Migliaccio & Rathod LLP is currently investigating a data breach that affected approximately 10.7 million hotel guests. MGM realized a breach had occurred when it discovered unauthorized access to a cloud server. Affected guest information includes full names, phone numbers, addresses, emails, and dates of birth. Though the breach occurred last Summer 2018, accessed information was published earlier this week (Feb. 17-21, 2020) on a hacking forum, thus making publicly available the contact information for millions of people. This, in turn, increases the threat of future hacking and phishing attempts for those affected. MGM’s hotels include the Bellagio, Aria, MGM Grand, Mandalay Bay, Park MGM, Mirage, New York New York, Luxor and Excalibur in Las Vegas.
Migliaccio & Rathod LLP is currently investigating a data breach that occurred in the Iowa Monroe County Hospital & Clinics. Approximately 7,500 were notified of a breach that may have led to the unauthorized access of their individual health information. The breach was the result of a compromised email system that was discovered on December 19, 2019. Employee accounts became accessible between October 28, 2019 and January 20, 2020 to outside individuals. Through this breach, patients’ full names, dates of birth, addresses, insurance information, clinical information and potentially Social Security Numbers, driver’s license numbers, or financial accounts were made vulnerable to unauthorized access.
Migliaccio & Rathod LLP is currently investigating the Rutter’s chain of convenience stores for failing to safeguard customer data. Malware was used to break into the payment system used in the stores and on gas pumps. Customers’ cardholder names, card numbers, expiration dates, and verification codes, for those credit cards used without the security chip, were stolen. Credit cards with the security chip only had card numbers and expiration dates taken. Dozens of locations across central Pennsylvania’s Susquehanna Valley were affected. The information was taken between August 2018 and May 2019. Rutter’s created a website to help customers determine whether they might have been affected, and is available here.
Migliaccio & Rathod LLP is currently investigating Cathay Pacific’s alleged failure to protect sensitive customer data in the worst ever airline data hack. Affected are roughly 9.4 million Cathay Pacific customers whose passport information, including identity card numbers, names, dates of birth, postal addresses, and historical travel information may all have been compromised. Passwords, the airline said, were not compromised. Despite the breach occurring in March of 2018, the airline did not make information public until later that year, in October 2018.
Migliaccio & Rathod LLP is currently investigating British Airways alleged failure to protect sensitive customer data in the wake of a massive data breach. Affected are roughly 500,000 British Airways customers who purchased a ticket between August 21st and September 5th 2018. The data breach includes names, addresses, emails, and sensitive payment information, including a card’s expiration date and Card Verification Value, or CVV. Due to similarities in the code between British Airways’ website and their mobile app, users who purchased tickets through the app were also compromised.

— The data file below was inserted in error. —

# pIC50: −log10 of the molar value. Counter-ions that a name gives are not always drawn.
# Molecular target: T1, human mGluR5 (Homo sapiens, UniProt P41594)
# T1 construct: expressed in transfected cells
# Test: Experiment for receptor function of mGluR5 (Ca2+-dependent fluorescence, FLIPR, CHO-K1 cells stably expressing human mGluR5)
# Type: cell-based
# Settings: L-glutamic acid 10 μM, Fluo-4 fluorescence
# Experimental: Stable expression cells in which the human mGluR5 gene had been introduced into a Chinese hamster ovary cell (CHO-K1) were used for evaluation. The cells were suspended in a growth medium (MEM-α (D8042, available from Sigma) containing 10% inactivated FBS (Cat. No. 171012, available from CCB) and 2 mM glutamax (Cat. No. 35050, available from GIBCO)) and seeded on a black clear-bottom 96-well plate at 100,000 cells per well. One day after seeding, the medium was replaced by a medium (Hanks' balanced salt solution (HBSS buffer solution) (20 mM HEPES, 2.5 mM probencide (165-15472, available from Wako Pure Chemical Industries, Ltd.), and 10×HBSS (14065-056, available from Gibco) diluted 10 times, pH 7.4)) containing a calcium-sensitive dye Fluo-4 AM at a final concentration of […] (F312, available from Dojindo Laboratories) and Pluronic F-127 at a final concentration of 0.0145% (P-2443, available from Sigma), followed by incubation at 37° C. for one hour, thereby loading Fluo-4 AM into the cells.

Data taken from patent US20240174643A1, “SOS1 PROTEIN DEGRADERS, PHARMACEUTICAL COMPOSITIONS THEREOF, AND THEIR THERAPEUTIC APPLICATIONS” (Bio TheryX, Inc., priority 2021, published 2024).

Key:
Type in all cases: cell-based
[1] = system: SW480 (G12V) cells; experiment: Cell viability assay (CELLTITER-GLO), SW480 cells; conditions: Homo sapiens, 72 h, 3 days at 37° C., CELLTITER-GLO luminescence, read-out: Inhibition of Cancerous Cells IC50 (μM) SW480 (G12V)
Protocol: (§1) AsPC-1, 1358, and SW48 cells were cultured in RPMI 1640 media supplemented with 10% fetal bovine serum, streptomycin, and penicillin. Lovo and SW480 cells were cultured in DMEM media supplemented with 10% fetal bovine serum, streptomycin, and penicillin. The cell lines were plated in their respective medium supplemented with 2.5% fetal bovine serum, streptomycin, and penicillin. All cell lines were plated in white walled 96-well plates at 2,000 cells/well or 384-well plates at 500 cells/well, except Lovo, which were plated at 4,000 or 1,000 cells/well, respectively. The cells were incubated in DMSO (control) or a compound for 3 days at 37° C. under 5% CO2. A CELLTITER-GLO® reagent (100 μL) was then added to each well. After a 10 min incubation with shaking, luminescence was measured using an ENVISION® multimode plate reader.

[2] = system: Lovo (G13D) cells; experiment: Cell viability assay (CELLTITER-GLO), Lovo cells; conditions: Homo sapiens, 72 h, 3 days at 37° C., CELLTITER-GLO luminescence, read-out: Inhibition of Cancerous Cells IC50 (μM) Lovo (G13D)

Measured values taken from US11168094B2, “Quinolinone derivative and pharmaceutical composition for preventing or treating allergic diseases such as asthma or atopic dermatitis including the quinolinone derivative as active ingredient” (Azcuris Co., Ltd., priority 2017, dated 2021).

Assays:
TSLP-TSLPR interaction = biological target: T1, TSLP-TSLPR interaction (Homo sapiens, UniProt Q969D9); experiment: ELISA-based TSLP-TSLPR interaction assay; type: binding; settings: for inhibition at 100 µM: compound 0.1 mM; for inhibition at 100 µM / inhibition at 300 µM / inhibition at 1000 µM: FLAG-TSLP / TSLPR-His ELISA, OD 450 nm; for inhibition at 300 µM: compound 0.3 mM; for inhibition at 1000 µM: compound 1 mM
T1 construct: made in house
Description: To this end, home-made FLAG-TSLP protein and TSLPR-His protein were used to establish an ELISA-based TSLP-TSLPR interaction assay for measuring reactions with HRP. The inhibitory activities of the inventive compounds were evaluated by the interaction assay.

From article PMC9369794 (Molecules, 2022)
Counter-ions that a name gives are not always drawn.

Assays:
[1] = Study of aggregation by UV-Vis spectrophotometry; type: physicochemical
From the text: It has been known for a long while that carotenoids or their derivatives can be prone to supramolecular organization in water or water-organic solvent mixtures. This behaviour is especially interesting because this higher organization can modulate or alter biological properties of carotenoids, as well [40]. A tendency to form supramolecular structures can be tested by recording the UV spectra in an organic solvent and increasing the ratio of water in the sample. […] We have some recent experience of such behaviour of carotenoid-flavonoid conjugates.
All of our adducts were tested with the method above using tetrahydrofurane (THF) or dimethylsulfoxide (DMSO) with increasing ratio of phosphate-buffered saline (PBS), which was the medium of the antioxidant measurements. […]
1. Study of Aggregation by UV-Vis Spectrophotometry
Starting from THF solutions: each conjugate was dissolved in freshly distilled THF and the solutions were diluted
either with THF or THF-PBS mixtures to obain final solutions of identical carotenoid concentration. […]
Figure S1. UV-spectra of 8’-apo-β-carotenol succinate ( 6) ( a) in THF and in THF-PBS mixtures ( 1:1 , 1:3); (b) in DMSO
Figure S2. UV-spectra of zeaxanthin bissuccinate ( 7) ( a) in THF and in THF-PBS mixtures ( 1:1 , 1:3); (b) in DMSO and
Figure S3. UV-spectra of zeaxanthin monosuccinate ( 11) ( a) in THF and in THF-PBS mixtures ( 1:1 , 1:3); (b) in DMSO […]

Migliaccio & Rathod LLP is currently investigating a data breach affecting medicinal marijuana dispensaries and their customers across the country. Privacy researchers at VPNMentor discovered, in December 2019, a data breach in THSuite, an Enterprise Resource Planning (ERP) software for cannabis dispensaries. VPNMentor reports over 30,000 records with sensitive personal information were exposed in the breach, which has since been closed. Although VPNMentor identifies only three dispensaries affected by the breach (Amedicanna Dispensary, Bloom Medicinals, and Colorado Grow Company), they note that most files fell outside the scope of their research and many more dispensaries were affected than those specifically named.
Migliaccio & Rathod is currently investigating a data breach involving Health Quest and its parent company, Nuvance Health. First reported last year on May 31, 2019, the company’s initial disclosure stated that a phishing incident allowed unauthorized access to employee emails, and patients’ sensitive information, to include names, provider names, dates of treatment and diagnosis information, and health insurance claims information. On January 10, 2020, however, Health Quest’s patients in New York, Vermont, and Massachusetts received a letter stating that additional information may have been compromised, to include dates of birth, Social Security numbers, Medicare Health Insurance claim numbers, driver’s license numbers, provider names, dates of treatment, treatment and diagnosis information, health insurance plan member and group numbers, health insurance claims information, financial account information with PIN/security code and payment card information.